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August 03, 1976 - Image 2

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Michigan Daily, 1976-08-03

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1-090-Iw C " v W-" "" -

Page Two

MR."lk3^N U^ILT

I ut:buuYr nuguziz :), 17 10

Constitutional change blasted in India w

NEW DELHI, India (AP) -
Charging that Prime Minister
Indira Gandhi is trying to make
permanent her present authori-
tarian rule, non-Communist op-
position parties are mounting
a last-ditch campaign to block
her plans to amend the Indian
constitution.
But with the government en-
joying a two-thirds majority in
both houses of parliament,
Gandhi is expected to have her
way easily when the amend-
ments come up for debate later
this month.
ALTHOUGH the government's
final proposals have not been
announced, officials of the rul-
ing Congress party who have
studied the issue since March
have repeatedly stressed that
the thrust of the constitutional
amendments would be to en-
sure the "supremacy of Parlia-
ment."
At the samte time, the offi-
cials have said, the powers of
the courts would be restricted
to limit the chances of the ju-
diciary branch overturning leg-
islation passed by Parliament.
According to one proposal un-
der consideration, there would
be a flat ban on the courts
LADIES' or CHILDREN'S
HAIRCUTTING
A SPECIALTY!
DASCOLA
STYLISTS
ARBORLAND-971-9975
MAPLE VILLAGE-761-2733
E. LIBERTY-668-9329
E. UNIVERSITY-662-0354

reviewing constitutional amend-
ments in the future. The courts
would be allowed to consider
the validity of ordinary legis-
lation, but decisions by the judg-
es would have to be by a two-
thirds majority, instead of a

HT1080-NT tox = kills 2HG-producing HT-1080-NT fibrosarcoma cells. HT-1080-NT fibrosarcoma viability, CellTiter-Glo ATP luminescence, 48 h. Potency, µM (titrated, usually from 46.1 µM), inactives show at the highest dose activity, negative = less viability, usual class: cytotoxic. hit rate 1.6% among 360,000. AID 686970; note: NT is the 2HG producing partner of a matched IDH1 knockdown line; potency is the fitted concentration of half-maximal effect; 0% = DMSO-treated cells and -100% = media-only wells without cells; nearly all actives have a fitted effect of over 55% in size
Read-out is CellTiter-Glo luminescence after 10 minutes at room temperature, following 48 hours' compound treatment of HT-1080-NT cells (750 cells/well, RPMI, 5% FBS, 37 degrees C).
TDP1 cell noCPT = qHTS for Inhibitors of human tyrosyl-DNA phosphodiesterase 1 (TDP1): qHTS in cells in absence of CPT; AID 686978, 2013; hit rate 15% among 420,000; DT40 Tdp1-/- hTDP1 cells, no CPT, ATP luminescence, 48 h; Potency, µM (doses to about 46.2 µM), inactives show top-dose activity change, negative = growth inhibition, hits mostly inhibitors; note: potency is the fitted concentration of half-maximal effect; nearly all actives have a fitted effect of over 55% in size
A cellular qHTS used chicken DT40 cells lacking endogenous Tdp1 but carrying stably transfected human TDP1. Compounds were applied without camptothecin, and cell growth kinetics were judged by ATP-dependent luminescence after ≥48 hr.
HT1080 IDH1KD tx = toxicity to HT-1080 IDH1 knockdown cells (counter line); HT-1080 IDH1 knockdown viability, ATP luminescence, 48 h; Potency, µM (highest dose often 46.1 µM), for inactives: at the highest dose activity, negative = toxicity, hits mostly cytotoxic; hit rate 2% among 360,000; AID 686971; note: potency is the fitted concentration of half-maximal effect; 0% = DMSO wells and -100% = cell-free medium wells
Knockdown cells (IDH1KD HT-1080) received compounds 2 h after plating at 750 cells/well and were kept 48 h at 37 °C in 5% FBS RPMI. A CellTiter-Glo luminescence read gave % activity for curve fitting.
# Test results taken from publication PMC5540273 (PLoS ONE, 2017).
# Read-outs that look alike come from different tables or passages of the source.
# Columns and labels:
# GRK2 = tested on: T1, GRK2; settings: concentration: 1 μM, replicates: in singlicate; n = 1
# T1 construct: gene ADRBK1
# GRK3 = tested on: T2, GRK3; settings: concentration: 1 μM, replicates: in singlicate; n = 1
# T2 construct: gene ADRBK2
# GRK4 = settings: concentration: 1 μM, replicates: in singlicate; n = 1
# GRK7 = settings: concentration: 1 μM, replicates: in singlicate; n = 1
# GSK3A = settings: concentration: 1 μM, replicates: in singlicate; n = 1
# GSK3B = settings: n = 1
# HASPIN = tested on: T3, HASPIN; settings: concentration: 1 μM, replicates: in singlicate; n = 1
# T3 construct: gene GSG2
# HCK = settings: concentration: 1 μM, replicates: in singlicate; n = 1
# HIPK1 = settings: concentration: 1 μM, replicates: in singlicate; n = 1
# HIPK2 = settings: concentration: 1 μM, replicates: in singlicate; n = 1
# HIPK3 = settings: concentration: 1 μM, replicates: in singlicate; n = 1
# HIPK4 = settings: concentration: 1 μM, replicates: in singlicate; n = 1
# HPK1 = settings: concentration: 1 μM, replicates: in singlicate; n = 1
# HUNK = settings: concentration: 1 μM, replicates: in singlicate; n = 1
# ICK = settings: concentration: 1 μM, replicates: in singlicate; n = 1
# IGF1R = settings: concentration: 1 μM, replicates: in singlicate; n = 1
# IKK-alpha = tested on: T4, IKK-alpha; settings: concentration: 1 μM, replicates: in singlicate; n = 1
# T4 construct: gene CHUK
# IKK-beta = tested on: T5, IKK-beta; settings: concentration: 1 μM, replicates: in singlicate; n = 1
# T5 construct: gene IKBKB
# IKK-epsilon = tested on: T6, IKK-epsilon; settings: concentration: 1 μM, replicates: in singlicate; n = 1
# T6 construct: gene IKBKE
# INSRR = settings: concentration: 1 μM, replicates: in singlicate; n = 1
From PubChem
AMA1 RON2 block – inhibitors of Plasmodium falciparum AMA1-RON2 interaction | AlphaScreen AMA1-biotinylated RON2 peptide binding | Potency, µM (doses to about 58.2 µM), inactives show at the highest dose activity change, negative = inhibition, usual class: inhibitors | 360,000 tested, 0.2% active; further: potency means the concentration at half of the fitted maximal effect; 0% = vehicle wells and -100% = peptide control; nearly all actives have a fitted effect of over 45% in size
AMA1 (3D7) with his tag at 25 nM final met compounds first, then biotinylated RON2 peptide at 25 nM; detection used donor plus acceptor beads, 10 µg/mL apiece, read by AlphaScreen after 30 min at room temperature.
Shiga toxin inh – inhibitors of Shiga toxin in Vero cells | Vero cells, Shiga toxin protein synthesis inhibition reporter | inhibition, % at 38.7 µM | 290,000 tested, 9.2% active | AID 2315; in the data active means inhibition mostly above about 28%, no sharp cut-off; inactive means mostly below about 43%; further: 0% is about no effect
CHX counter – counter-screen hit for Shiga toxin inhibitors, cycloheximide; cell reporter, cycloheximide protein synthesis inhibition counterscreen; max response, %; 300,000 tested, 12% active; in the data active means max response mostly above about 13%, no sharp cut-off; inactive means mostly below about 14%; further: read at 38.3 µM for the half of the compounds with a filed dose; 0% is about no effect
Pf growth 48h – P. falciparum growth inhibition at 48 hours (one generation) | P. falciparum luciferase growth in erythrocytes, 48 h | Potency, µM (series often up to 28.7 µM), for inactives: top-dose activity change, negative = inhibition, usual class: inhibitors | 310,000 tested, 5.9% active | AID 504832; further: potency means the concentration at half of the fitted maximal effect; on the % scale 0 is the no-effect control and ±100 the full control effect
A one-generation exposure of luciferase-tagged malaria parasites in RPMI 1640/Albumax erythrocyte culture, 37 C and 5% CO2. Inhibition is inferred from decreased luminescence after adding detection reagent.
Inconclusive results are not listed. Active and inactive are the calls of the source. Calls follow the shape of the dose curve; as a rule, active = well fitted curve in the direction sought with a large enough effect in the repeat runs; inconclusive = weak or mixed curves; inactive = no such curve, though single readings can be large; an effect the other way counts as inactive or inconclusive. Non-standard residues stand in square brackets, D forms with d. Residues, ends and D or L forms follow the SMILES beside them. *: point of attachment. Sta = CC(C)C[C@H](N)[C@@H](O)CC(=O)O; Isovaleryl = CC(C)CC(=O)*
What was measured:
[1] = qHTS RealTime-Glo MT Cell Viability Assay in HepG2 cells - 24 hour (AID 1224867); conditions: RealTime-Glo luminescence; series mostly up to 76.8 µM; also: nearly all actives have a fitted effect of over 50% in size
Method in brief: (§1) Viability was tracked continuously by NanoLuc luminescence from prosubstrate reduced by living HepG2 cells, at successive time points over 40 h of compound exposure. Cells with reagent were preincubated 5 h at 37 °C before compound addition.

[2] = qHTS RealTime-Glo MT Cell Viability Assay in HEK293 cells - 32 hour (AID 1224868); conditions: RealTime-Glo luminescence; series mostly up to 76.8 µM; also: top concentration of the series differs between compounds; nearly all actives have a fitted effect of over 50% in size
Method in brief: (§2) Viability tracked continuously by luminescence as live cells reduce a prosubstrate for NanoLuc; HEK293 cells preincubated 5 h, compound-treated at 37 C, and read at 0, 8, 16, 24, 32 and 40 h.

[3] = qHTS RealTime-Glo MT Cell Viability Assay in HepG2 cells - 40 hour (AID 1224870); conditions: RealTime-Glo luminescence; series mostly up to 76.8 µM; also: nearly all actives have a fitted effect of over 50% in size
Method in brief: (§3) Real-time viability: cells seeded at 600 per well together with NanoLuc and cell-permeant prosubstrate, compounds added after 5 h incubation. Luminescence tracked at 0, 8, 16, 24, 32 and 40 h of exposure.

simple majority as at present.
THE CONGRESS PARTY has
argued that the constitutional
changes are necessary "to re-
move hurdles and pave the way
for rapid and far-reaching eco-
nomic changes." But an oppo-
sition-backed committee that in-
cludes representatives of non-
Communist parties and leading
jurists has taken a different
view.
"The committee has no doubt
that the claim made by the rul-
ing party that the constitution-
al changes proposed by it are
necessary for achieving socio-
economic objectives is nothing
but a cover for achieving whol-
ly different objectives," the op-
position members said in a
statement released Sunday
night.
"It is clear to the committee
that the drastic changes in the
constitution which are being pro-
posed by the ruling party are
for the purpose of institutional-
izing the present emergency on
a permanent basis and for es-
tablishing an authoritative poli-
cy in the country."
THE STATEMENT also con-
tended that the ruling party's
proposals would "emasculate
the concept of checks and bal-
ances by seriously diminishing
the scope of judicial review."
Finally, the opposition com-
mittee urged that Parliament

not consider any constitutional
amendments until "fresh elec-
tions have been held under con-
ditions conducive to the holding
of free and fair elections."
The committee argued that
the existing Parliament "has
forfeited its moral and political
authority to amend the consti-
tution" since its regular five-
year term expired last March.
THE PARLIAMENT'S term
was extended for a year when
the Congress party decided to
postpone national elections for
the first time since indepen-